Range detecting device may comprise a laser ranging device or another currently or hereafter-known device for generating a range data. It should be noted that range detecting device 100 may be configured differently than as shown in FIG. 2. Generally, range detecting device 100 may be arranged in any manner that allows operation in accordance with embodiments of the present invention.
 Range detecting device 100 may be controlled by ranging control 105 of processor 41. In some embodiments, ranging control 105 requests data from range detecting device 100 and a position of treatment unit 10 relative to a patient is changed based thereon. Ranging control 105 may comprise one or more of software, hardware, and firmware elements to control range detecting device 100 according to some embodiments of the invention. Of course, ranging control 105 may be located in other devices, such as treatment head 11, base 13, a stand-alone device, or another device.
 In this regard, position control 110 may be used to control a position of treatment unit 10 relative to a patient lying on table 20. According to some embodiments, position control 110 is used to change a position of treatment head 11 relative to the patient based on a correspondence between three-dimensional data representing internal portions of the patient generated using treatment head 11 and other data representing internal portions of the patient. Position control 110 may operate to change the position by movement of treatment head 11, c-arm 12, table 20, and/or another element of treatment unit 10. As described with respect to ranging control 105, position control 110 need not be located within processor 41.
 Treatment head 11 may also include beam-shaping devices such as one or more jaws, collimators, reticles and apertures. These devices may be used to change the shape of path 70 and to thereby also change the shape and/or position of focal area 90. The devices may be placed between lens 60 and focal area 90 and/or between x-ray tube 50 and lens 60.
FIG. 3 comprises a flow diagram of process steps 300 according to some embodiments of the invention. Process steps 300 may be embodied in hardware, firmware, and/or software of processor 41, treatment unit 10, table 20, and/or another device.
 Process steps 300 begin at step S301, in which computed tomography (CT) data is generated using treatment equipment. The CT data comprises three-dimensional data representing internal portions of a patient lying on table 20. Other types of three-dimensional data representing internal portions of the patient may also or alternatively be generated in step S301.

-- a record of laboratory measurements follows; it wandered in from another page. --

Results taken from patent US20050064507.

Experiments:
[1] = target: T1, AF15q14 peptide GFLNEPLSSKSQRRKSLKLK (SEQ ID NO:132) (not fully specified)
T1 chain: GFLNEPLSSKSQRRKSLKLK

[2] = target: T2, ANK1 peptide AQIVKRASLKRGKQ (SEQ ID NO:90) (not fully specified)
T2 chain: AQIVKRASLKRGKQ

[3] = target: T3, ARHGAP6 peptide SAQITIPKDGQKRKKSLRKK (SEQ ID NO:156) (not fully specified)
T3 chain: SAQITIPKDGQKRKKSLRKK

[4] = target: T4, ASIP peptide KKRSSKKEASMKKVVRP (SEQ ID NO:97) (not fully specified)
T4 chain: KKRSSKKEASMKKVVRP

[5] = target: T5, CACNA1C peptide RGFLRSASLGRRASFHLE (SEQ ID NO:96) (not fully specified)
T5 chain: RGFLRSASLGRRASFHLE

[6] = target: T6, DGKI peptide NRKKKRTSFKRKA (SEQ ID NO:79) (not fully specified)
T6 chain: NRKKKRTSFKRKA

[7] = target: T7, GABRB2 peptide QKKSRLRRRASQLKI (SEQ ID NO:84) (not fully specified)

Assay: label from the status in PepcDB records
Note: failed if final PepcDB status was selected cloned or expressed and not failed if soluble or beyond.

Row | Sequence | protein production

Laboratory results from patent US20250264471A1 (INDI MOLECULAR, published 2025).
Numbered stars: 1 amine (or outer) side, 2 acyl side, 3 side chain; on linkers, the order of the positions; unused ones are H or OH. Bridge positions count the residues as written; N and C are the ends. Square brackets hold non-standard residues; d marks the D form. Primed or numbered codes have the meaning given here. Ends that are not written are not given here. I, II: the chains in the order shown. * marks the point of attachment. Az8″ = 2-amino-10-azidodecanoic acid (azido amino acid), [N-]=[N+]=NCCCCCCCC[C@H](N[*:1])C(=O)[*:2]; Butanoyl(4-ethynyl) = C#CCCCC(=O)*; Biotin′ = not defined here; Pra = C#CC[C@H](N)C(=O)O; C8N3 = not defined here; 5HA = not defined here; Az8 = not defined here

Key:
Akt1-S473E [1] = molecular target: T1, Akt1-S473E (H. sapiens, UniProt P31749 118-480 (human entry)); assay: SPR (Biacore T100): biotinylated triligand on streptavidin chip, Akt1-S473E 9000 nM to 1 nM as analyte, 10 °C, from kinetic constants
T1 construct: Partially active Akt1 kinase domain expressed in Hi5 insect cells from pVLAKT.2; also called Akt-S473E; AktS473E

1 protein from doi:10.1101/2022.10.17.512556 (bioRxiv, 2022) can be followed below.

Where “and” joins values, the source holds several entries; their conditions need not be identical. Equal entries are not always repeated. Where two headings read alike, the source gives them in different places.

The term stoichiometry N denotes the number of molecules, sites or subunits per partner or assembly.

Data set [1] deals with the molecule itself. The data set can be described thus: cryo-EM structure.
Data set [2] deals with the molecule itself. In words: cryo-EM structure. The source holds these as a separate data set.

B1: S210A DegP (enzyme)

In some embodiments of step S301, the patient is placed between treatment head 11 and imaging system 14. Treatment head 11 emits radiation that is variously attenuated by portions of the patient lying between head 11 and system 14. The attenuated radiation is detected by imaging system 14 and used to generate a two-dimensional image of internal portions of the patient. Treatment head 11 and imaging system 14 are then rotated to different angles relative to the patient and subsequent two-dimensional images are similarly acquired. Processor 41 generates the three-dimensional data of step S301 based on the acquired two-dimensional dimensional images using currently- or hereafter-known techniques, such as cone beam reconstruction using a Feldkamp algorithm.
 Also generated in step S301 may be data representing surface features of the patient. This data may be generated by surface imager 30, and may reflect surface features of the patient in a case that the patient is in a particular position, wherein the particular position is substantially identical to a position of the patient during the above-described generation of the CT data.
 Next, in step S302, a correspondence between previously-acquired CT data and the CT data generated in step S301 is determined. The correspondence may be determined in step S302 using currently- or hereafter-known algorithms. In some embodiments, the previously-acquired CT data also represents the internal portions of the patient, but was obtained prior to step S301 using a CT scanner such as CT scanner 120 of FIG. 4.
 CT scanner 120 is located in CT room 2 and may be operated prior to step S301 to obtain data for diagnosing a patient and/or for planning radiation treatment. CT scanner 120 includes x-ray source 121 for emitting fan-shaped x-ray beam 122 toward radiation receiver 123. Both x-ray source 121 and radiation receiver 123 are mounted on ring 124 such that they may be rotated through 360 degrees while maintaining the physical relationship therebetween. In order to acquire data representing structures internal to a patient (i.e., CT data), patient 125 lies on patient bed 126. Next, x-ray source 121 and receiver 123 are rotated by rotation drive 127 around a measurement field 128 in which patient 124 lies.
 During this rotation, x-ray source 121 is powered by high-voltage generator 129 to transmit radiation toward receiver 123. At predetermined rotational angle positions, receiver 123 produces sets of data and the sets of data are transmitted to computer system 130. Computer system 130 calculates attenuation coefficients of predetermined image points from the registered data sets to generate data representing internal portions of patient 125.
 In some embodiments of step S302, the data generated by CT scanner 120 is used to simulate and plan radiation treatment. Accordingly, it may be beneficial to ensure that relevant portions of the patient are positioned during radiation treatment substantially similarly to how those portions were positioned during generation of the data by CT scanner 120. Such CT simulation data may be generated similarly to the diagnostic data described above, but may be acquired using different acquisition parameters of CT scanner 120.